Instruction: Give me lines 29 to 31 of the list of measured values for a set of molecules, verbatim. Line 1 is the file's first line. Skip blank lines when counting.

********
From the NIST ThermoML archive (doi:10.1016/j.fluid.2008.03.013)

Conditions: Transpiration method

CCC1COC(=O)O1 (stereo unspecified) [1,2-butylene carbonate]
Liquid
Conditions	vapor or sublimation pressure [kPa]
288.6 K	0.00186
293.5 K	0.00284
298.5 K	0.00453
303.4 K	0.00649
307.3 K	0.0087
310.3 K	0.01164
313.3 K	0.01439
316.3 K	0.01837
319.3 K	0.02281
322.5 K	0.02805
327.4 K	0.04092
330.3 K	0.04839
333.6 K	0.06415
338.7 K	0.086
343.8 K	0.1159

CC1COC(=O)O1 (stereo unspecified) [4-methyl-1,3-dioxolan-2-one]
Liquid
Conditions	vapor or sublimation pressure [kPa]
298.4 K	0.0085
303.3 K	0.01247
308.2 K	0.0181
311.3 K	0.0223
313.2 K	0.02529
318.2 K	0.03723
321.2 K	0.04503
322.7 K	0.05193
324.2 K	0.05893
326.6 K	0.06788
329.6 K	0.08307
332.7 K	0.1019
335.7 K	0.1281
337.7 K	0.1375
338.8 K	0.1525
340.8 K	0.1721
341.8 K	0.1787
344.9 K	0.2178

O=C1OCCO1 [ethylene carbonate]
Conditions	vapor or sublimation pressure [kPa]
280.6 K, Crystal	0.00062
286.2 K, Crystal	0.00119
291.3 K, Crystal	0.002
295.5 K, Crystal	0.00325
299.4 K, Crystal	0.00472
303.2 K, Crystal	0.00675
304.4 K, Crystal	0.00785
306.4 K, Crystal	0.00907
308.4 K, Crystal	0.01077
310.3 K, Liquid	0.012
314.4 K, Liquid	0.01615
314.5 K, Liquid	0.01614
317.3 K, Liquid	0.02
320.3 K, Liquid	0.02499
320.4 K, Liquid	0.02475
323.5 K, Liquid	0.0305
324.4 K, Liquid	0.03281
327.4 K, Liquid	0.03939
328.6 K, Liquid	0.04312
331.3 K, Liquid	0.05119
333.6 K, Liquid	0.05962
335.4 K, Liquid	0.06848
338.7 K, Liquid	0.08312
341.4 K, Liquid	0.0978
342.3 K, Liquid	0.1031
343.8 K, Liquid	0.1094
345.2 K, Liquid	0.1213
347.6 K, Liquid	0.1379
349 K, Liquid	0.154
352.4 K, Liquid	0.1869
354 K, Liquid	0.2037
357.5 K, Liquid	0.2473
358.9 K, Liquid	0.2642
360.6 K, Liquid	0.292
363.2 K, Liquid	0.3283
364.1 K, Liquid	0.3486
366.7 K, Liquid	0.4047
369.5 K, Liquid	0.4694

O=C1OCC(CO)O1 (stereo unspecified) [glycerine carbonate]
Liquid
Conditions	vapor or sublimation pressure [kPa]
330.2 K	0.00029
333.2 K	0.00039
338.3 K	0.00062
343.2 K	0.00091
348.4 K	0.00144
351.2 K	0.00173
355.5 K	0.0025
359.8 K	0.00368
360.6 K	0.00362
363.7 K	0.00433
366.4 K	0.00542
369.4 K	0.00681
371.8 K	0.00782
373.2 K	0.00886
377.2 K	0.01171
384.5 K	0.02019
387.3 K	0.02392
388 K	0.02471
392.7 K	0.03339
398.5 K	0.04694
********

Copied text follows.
318.2 K	0.03723
321.2 K	0.04503
322.7 K	0.05193